Several African-American women are getting on with their lives. Each woman faces struggles, challenges and difficult issues …
- Crystal (played by Kimberly Elise) lives in a long-term but brutally violent relationship with Beau (by Michael Ealy)
- Jo (by Janet Jackson) is a very successful businesswoman whose husband Carl (by Omari Hardwick) feels emasculated by her success
- Juanita (by Loretta Devine) works in community health services and is trying to keep a relationship together with unfaithful Frank (by Richard Lawson)
- Rose (by Macy Gray) is alcohol dependent and provides back-street abortions
- Tangie (by Thandie Newton) and Nyla (by Tessa Tompson) are sisters with a difficult relationship, compounded by the presence of their deeply religious mother Alice (by Whoopi Goldberg)
- Yasmine (by Anika Noni Rose) is a dance teacher whose heart sings when she dances – she feels trusting enough to embark on a relationship with Bill (by Khalil Kain)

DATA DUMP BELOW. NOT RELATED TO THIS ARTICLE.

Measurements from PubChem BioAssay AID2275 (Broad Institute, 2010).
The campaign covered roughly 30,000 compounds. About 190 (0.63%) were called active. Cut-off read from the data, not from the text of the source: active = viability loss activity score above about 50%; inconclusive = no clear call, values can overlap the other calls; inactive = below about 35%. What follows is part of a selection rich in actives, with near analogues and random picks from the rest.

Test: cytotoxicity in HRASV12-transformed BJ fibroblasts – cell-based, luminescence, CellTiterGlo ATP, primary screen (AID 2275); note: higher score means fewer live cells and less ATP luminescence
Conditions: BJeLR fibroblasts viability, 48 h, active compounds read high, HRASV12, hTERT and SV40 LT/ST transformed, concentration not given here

- Kelly (by Kerry Washington) is a child protection social worker who yearns for her own children with her husband Donald (by Hill Harper)
- Gilda (by Phylicia Rashad) is an apartment building owner who lives on site and worries about the welfare of her tenants.
As the story progresses, each woman’s life is depicted and the difficulties unfold. As each woman faces the utter horror of the events in her world, they find the strength from somewhere to continue – rather than give up when things seem at their desperate worst.
This movie is based on Ntozake Shange‘s play “For Colored Girls Who Have Considered Suicide When the Rainbow Is Enuf”, a series of 20 poems that express the obstacles African-American women face in their lives. In the movie, each poem is depicted by an intense and often confronting scenario, with a supporting narrative to relate what it means to be a woman of colour in today’s world. At the conclusion, the women do find each other and gain strength from that. It is a hugely powerful movie with some very confronting events and every performance is outstanding.
In 2011, this movie was the recipient of several BET (Black Entertainment Television) and Black Reel Awards.
Made in 2011. Directed by Tyler Perry